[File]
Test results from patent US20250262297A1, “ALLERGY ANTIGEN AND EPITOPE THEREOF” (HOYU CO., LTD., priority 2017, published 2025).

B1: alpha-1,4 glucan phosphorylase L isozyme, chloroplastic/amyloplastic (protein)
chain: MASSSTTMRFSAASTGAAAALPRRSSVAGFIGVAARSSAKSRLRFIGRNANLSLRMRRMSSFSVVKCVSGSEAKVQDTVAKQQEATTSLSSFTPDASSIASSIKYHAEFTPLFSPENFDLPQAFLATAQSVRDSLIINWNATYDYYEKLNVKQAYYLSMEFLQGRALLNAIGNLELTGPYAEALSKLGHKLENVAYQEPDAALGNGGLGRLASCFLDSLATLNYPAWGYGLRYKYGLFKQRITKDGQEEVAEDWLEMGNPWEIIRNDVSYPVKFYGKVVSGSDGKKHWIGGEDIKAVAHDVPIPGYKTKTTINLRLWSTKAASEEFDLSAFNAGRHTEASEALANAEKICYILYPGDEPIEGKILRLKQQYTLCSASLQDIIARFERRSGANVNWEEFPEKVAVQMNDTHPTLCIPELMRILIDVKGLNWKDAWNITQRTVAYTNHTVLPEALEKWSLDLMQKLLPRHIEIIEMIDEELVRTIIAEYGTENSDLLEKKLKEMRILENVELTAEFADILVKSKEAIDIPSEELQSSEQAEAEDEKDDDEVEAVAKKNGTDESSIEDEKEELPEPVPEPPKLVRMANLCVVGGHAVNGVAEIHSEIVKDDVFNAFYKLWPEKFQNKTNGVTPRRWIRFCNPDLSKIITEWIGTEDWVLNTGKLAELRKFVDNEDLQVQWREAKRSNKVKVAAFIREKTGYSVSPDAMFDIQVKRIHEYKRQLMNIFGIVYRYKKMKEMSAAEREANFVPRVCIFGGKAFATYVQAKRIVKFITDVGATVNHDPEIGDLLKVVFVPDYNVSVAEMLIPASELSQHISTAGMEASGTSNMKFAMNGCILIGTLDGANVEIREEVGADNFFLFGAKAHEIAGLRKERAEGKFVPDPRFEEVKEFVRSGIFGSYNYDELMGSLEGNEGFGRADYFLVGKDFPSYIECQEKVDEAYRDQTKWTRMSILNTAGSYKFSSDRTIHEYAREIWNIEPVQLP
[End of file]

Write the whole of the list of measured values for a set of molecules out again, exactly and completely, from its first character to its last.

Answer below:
Test results from patent US20250262297A1, “ALLERGY ANTIGEN AND EPITOPE THEREOF” (HOYU CO., LTD., priority 2017, published 2025).

B1: alpha-1,4 glucan phosphorylase L isozyme, chloroplastic/amyloplastic (protein)
chain: MASSSTTMRFSAASTGAAAALPRRSSVAGFIGVAARSSAKSRLRFIGRNANLSLRMRRMSSFSVVKCVSGSEAKVQDTVAKQQEATTSLSSFTPDASSIASSIKYHAEFTPLFSPENFDLPQAFLATAQSVRDSLIINWNATYDYYEKLNVKQAYYLSMEFLQGRALLNAIGNLELTGPYAEALSKLGHKLENVAYQEPDAALGNGGLGRLASCFLDSLATLNYPAWGYGLRYKYGLFKQRITKDGQEEVAEDWLEMGNPWEIIRNDVSYPVKFYGKVVSGSDGKKHWIGGEDIKAVAHDVPIPGYKTKTTINLRLWSTKAASEEFDLSAFNAGRHTEASEALANAEKICYILYPGDEPIEGKILRLKQQYTLCSASLQDIIARFERRSGANVNWEEFPEKVAVQMNDTHPTLCIPELMRILIDVKGLNWKDAWNITQRTVAYTNHTVLPEALEKWSLDLMQKLLPRHIEIIEMIDEELVRTIIAEYGTENSDLLEKKLKEMRILENVELTAEFADILVKSKEAIDIPSEELQSSEQAEAEDEKDDDEVEAVAKKNGTDESSIEDEKEELPEPVPEPPKLVRMANLCVVGGHAVNGVAEIHSEIVKDDVFNAFYKLWPEKFQNKTNGVTPRRWIRFCNPDLSKIITEWIGTEDWVLNTGKLAELRKFVDNEDLQVQWREAKRSNKVKVAAFIREKTGYSVSPDAMFDIQVKRIHEYKRQLMNIFGIVYRYKKMKEMSAAEREANFVPRVCIFGGKAFATYVQAKRIVKFITDVGATVNHDPEIGDLLKVVFVPDYNVSVAEMLIPASELSQHISTAGMEASGTSNMKFAMNGCILIGTLDGANVEIREEVGADNFFLFGAKAHEIAGLRKERAEGKFVPDPRFEEVKEFVRSGIFGSYNYDELMGSLEGNEGFGRADYFLVGKDFPSYIECQEKVDEAYRDQTKWTRMSILNTAGSYKFSSDRTIHEYAREIWNIEPVQLP